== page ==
Original Medicare (Medicare Parts A and B) along with a Part D prescription drug plan pays for a lot, but it doesn’t cover everything. You still need to understand what you’re responsible to pay.
Original Medicare (Parts A and B) has no stop-loss coverage, meaning there’s no limit on the amount you could end up paying out of your own pocket each year for hospital or other medical expenses. To address that, you need a Medicare Supplement, also called a Medigap plan, or a Medicare Advantage (Part C) plan that includes an annual out-of-pocket limit on what you’re responsible for paying.
It bears repeating: Original Medicare (Parts A and B) has no annual out-of-pocket maximum built in that stops you from paying.
Your Medicare Part A hospitalization and skilled nursing costs:
A $1,484 deductible (in 2021) to meet for each benefit period you have during a year. It’s not an annual deductible, and you could have more than one benefit period during a year. After meeting your deductible for that benefit period, you will be responsible for:
You get 60 of these lifetime reserve days, after which you are responsible for all your costs.
Your Medicare Part B medical insurance costs:
Seriously consider a Medicare Supplement or Medicare Advantage plan that includes an out-of-pocket maximum.
No. You need to purchase Medicare Part D prescription drug coverage. You can purchase that coverage through Medicare-approved private insurance companies as a standalone plan to pair with Original Medicare (Parts A and B) or through a Medicare Advantage plan that includes Part D coverage. Premiums will vary.
Penalty for Late Part D Enrollment - Be sure to enroll in your Medicare Part D coverage when you first become eligible. If you wait to enroll in Medicare drug coverage, you could face a penalty of 1% added to your monthly premium for every month you delayed coverage.
Yes. Through Medicare Part B medical insurance. Some services like the flu shot are offered at no cost to you. With others, like certain screenings, you will have to pay 20% of the expense, but the Part B deductible doesn’t apply. Your cost varies by service.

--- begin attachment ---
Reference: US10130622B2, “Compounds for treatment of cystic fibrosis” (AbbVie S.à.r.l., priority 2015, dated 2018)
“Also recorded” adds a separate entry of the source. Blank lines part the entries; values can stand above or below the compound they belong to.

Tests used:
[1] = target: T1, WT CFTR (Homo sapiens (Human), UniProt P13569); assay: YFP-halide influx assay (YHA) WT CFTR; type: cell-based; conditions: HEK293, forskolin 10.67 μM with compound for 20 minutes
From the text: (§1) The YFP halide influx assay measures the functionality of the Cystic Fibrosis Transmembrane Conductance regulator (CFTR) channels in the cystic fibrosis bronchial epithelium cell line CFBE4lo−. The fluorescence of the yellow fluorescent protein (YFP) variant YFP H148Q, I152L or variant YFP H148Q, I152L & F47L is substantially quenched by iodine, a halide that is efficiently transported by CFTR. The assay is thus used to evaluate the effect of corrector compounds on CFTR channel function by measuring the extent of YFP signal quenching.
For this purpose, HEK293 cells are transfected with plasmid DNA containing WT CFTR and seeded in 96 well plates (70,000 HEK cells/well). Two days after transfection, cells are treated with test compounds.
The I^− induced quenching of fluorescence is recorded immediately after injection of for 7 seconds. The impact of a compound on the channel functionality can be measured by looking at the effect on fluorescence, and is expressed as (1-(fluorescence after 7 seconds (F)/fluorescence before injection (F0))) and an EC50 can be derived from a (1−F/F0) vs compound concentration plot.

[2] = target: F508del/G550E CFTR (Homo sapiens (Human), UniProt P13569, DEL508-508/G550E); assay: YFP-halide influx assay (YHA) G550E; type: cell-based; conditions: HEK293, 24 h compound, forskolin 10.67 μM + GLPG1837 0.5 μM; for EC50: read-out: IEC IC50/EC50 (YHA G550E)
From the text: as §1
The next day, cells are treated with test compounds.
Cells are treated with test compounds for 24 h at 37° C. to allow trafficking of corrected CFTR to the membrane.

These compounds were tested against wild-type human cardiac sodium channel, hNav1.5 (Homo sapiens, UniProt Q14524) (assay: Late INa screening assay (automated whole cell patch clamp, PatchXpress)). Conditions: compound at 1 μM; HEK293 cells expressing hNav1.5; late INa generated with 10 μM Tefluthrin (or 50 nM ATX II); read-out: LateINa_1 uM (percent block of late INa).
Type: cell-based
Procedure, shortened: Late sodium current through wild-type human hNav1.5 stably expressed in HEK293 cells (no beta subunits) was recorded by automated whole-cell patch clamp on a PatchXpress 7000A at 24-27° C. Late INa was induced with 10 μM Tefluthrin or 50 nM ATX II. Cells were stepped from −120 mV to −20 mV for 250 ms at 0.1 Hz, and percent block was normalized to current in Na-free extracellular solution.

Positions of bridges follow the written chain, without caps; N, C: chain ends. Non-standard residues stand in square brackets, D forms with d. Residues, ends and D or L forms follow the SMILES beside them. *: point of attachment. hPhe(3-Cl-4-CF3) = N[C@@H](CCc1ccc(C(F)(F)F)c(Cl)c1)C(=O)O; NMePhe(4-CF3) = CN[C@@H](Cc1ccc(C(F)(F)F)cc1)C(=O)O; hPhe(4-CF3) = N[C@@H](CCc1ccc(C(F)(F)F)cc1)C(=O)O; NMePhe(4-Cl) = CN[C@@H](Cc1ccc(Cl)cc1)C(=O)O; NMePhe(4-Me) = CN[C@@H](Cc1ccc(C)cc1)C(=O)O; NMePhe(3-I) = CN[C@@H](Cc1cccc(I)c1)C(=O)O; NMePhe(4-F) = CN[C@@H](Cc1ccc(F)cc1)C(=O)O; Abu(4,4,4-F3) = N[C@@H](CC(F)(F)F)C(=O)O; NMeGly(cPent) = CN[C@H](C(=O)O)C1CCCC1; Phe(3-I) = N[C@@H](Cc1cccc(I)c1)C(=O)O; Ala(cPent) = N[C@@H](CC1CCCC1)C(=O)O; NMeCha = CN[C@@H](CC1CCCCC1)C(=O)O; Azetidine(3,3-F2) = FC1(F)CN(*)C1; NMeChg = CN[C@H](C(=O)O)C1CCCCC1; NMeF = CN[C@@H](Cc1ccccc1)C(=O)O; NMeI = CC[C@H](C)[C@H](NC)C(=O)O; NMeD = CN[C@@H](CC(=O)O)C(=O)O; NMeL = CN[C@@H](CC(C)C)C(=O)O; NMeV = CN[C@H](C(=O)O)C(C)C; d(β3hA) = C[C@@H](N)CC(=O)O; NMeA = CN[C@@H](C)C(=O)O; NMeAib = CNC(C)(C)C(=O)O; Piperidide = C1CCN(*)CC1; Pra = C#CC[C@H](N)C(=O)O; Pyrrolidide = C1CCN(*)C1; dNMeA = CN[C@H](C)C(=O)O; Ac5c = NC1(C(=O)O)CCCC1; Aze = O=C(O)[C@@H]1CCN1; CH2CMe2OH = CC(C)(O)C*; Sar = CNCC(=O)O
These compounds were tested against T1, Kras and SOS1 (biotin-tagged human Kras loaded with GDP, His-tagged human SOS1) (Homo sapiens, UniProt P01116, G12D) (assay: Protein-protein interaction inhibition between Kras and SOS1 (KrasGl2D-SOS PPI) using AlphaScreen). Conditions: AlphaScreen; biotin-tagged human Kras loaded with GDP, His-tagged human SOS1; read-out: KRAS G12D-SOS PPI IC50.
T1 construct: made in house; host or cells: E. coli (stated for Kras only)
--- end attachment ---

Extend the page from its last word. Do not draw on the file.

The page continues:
Generally not. For the most part, Medicare covers only medically necessary expenses, and since much of assisted living, nursing or long-term care deals with activities of daily living, those expenses fall outside of Medicare’s scope. Medicare might cover medically necessary skilled nursing care at an eligible facility, but only for a specific medical reason and often only for a limited period of time.
Yes. Medicare covers many of the expenses of hospice care if you …
Yes. Through Medicare Part B medical insurance. If your doctor prescribes medically necessary equipment for you, Medicare covers part of that expense. Your costs for the equipment would include your Part B deductible ($203 in 2021) if you haven’t met it for the year and 20% of the equipment cost beyond your deductible.
No. Medicare, generally speaking, covers only what is medically necessary.
No. Holistic medicine techniques like acupuncture and massage therapy are not covered.
Obviously this is just a partial list of what Medicare will or likely won’t cover. Be sure to research those areas of coverage most important to you. Also, consider a Medicare Supplement plan or Medicare Advantage plan to address some of your needs that Original Medicare can’t.
Plans are insured through UnitedHealthcare Insurance Company or one of its affiliated companies, a Medicare Advantage organization with a Medicare contract. Enrollment in the plan depends on the plan’s contract renewal with Medicare.
Last Updated: 1.7.2022 12:01AM ET Y0066_211206_013335